Mounting evidence suggests that amyloid-β (Aβ) and vascular etiologies are intertwined in the pathogenesis of Alzheimer’s disease (AD). Blood-oxygen-level-dependent (BOLD) signals, measured by resting-state functional MRI (rs-fMRI), are associated with neuronal activity and cerebrovascular hemodynamics. Nevertheless, it is unclear if BOLD fluctuations are associated with Aβ deposition in individuals at high risk of AD. Thirty-three patients with amnestic mild cognitive impairment underwent rs-fMRI and AV45 PET. The AV45 standardized uptake value ratio (AV45-SUVR) was calculated using cerebral white matter as reference, to assess Aβ deposition. The whole-brain normalized amplitudes of low-frequency fluctuations (sALFF) of local BOLD signals were calculated in the frequency band of 0.01–0.08 Hz. Stepwise increasing physiological/vascular signal regressions on the rs-fMRI data examined whether sALFF-AV45 correlations were driven by vascular hemodynamics, neuronal activities, or both. We found that sALFF and AV45-SUVR were negatively correlated in regions of default-mode and visual networks (precuneus, angular, lingual and fusiform gyri). Regions with higher sALFF had less Aβ accumulation. Correlated cluster sizes in MNI space (r ≈ −0.47) were reduced from 3018 mm3 to 1072 mm3 with stronger cardiovascular regression. These preliminary findings imply that local brain blood fluctuations due to vascular hemodynamics or neuronal activity can affect Aβ homeostasis.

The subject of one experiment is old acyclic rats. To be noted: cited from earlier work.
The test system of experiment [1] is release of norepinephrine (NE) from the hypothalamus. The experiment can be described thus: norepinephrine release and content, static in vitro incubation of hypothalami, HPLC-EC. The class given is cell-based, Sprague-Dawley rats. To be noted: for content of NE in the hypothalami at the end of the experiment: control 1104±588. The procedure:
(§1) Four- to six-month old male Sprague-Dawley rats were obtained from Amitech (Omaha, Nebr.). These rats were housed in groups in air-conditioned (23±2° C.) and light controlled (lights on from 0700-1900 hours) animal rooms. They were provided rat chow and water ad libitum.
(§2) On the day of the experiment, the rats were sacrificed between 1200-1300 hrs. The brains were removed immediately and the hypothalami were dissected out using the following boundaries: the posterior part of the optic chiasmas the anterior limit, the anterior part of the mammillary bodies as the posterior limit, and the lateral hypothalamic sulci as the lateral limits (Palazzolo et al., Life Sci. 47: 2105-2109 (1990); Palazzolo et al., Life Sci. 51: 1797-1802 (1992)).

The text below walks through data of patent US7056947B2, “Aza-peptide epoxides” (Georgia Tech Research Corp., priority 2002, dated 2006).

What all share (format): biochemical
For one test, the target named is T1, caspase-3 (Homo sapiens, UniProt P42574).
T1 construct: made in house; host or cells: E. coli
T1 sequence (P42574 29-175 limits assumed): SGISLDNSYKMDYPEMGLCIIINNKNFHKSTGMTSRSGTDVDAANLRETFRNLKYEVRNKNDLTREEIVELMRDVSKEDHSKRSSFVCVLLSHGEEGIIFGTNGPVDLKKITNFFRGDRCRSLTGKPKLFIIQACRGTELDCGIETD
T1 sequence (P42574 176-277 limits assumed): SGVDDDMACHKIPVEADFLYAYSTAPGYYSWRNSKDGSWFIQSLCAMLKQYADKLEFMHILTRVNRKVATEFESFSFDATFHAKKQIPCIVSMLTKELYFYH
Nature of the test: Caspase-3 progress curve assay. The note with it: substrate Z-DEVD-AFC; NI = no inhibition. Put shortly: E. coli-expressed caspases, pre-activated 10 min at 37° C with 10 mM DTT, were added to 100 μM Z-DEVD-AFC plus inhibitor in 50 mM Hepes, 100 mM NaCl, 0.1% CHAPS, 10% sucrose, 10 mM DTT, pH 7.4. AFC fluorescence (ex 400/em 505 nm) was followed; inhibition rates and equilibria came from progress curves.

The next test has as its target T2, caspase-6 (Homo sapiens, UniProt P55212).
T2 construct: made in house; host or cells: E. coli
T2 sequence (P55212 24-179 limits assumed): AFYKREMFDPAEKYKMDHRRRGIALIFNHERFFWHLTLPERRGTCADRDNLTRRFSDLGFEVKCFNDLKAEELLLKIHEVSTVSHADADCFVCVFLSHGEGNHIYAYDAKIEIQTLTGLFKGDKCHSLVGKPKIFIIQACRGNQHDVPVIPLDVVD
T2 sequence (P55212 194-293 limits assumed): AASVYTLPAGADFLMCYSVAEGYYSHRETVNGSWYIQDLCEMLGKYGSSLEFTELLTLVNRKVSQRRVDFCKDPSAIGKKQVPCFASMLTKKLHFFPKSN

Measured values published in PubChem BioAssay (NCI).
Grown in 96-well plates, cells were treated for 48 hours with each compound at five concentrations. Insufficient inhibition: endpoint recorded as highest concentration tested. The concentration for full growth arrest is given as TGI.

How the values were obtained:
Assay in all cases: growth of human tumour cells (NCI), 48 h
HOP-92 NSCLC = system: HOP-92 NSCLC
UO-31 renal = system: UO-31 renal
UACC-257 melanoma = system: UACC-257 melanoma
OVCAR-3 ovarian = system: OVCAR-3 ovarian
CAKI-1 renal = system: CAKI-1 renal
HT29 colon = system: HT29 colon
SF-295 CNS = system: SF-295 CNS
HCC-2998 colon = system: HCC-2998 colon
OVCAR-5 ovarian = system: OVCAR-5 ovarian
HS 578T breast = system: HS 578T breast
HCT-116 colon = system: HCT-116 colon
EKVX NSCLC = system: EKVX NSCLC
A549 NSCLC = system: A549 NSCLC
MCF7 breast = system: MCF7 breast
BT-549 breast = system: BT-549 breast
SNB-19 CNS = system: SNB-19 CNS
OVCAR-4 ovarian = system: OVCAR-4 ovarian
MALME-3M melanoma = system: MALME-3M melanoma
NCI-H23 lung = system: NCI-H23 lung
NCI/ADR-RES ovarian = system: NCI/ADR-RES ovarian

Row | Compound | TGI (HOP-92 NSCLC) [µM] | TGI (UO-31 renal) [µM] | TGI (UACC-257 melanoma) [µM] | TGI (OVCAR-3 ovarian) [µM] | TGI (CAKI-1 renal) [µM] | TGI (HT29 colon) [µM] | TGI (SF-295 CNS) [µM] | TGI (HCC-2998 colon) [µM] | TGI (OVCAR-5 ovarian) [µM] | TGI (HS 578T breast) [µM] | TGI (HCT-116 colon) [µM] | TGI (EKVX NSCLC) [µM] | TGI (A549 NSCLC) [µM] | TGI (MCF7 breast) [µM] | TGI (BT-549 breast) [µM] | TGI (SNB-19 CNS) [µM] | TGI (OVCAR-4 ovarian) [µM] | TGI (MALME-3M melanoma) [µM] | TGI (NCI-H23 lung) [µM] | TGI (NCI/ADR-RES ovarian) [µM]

- resting-state fMRI
ASJC Scopus subject areas
- Clinical Neurology
- Cardiology and Cardiovascular Medicine